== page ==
Body Sense

SUMMER | 2018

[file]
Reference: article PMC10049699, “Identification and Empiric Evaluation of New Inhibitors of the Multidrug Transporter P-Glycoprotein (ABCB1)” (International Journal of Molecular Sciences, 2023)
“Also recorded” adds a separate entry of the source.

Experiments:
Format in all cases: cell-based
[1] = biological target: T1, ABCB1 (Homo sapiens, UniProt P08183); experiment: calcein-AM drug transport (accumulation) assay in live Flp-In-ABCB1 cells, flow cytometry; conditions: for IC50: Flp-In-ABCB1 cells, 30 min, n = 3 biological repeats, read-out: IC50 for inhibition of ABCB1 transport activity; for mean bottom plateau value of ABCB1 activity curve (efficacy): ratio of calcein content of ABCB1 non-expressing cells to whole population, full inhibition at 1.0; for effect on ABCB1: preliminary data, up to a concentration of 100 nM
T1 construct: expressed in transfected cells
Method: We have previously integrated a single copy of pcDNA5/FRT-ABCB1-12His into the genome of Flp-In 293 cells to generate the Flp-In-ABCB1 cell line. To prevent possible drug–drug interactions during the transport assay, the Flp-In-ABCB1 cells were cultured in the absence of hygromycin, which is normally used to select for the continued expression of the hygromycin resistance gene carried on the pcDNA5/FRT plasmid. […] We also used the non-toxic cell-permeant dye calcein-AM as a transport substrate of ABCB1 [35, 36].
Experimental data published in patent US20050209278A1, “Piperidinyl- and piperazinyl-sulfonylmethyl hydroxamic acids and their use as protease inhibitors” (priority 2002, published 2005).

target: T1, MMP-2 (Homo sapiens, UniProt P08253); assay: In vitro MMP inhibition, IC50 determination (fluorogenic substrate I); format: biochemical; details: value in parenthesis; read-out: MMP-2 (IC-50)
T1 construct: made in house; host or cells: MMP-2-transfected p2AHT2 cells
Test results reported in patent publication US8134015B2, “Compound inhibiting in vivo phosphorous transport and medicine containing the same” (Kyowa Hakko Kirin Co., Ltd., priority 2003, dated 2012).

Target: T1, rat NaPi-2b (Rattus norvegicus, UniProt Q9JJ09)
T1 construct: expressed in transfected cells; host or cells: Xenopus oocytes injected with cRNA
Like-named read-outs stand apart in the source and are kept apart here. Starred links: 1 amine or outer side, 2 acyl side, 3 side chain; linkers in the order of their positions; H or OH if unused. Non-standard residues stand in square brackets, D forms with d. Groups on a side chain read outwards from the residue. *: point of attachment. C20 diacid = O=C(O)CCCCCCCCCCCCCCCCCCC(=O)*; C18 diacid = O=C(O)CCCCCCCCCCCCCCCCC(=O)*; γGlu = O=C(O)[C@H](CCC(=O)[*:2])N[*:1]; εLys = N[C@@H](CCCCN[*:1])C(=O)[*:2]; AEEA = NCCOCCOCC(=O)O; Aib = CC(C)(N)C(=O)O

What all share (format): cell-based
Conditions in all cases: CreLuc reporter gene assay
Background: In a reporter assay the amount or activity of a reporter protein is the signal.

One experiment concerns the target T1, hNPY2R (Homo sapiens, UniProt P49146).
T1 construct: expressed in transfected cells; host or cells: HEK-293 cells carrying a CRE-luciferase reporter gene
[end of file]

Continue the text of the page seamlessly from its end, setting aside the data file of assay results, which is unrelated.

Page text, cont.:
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14 Body Sense Today, sunscreen is a no-brainer. What once may have been an annoying reminder from our mothers to slather on the white stuff is now just plain common sense. But while we all might be using sun protection more religiously, we may not be using it correctly. According to the American Academy of Dermatology, the best sunscreen is the one people will actually wear. For many families, especially those with young children, this often includes stick and spray sunscreens, in addition to lotions. Find the sunscreen you like and use it. But use it correctly. "Sticks are easy for under the eyes and the backs of the hands, while spray sunscreens are often easier to apply on children," says Debra Wattenberg, MD, an associate clinical professor of dermatology at the Icahn School of Medicine at Mount Sinai in New York. "However, it's important to take precautions when using stick and spray sunscreens to ensure the best protection for you and your family." Regardless of the type of sunscreen (lotion, spray, or stick), Wattenberg says it's important to get a broad-spectrum, water-resistant product that has an SPF of 30 or higher. "Broad spectrum" means that the sunscreen will protect against both types of harmful ultraviolet (UV) rays that can cause skin cancer—not just against the ones that cause sunburn. STICK SUNSCREEN APPLICATION For the best protection with stick sunscreen, Wattenberg recommends the following tips. 1. For each area of skin you're protecting, apply four passes back and forth. Doing this will help ensure you're using enough sunscreen to be protected. 2. Rub it in afterward for an even layer of coverage. Do You Use Sunscreen Correctly? It's Not Rocket Science, But It Is Mission-Critical for Skin Health

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